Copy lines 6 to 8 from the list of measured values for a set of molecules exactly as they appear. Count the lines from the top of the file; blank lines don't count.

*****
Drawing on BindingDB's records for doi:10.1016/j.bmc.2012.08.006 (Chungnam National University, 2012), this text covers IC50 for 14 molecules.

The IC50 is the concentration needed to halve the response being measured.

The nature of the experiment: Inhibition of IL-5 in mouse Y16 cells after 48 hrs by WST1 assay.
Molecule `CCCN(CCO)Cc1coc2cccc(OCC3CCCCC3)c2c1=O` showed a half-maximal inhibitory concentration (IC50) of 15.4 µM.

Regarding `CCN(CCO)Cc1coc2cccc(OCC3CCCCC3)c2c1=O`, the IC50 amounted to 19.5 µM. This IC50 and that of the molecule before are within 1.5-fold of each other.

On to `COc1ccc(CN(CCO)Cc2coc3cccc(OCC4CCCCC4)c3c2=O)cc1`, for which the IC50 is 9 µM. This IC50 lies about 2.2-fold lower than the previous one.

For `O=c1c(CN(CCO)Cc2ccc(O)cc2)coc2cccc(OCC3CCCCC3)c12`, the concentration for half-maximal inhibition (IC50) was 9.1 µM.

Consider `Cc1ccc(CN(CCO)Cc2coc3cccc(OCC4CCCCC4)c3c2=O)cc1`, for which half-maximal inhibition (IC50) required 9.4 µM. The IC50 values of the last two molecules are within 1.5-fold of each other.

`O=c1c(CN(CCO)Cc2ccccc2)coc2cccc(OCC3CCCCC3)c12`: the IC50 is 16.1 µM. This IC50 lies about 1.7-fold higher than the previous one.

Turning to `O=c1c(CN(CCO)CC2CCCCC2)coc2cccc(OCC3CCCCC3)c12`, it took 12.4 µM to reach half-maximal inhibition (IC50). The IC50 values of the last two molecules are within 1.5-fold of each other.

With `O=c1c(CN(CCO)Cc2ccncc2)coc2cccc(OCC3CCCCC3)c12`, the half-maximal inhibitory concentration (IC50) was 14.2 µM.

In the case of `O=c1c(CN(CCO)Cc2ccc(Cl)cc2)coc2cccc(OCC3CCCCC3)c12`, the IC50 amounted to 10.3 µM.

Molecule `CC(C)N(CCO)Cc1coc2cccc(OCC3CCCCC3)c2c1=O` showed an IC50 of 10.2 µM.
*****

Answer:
On to `COc1ccc(CN(CCO)Cc2coc3cccc(OCC4CCCCC4)c3c2=O)cc1`, for which the IC50 is 9 µM. This IC50 lies about 2.2-fold lower than the previous one.

For `O=c1c(CN(CCO)Cc2ccc(O)cc2)coc2cccc(OCC3CCCCC3)c12`, the concentration for half-maximal inhibition (IC50) was 9.1 µM.

Consider `Cc1ccc(CN(CCO)Cc2coc3cccc(OCC4CCCCC4)c3c2=O)cc1`, for which half-maximal inhibition (IC50) required 9.4 µM. The IC50 values of the last two molecules are within 1.5-fold of each other.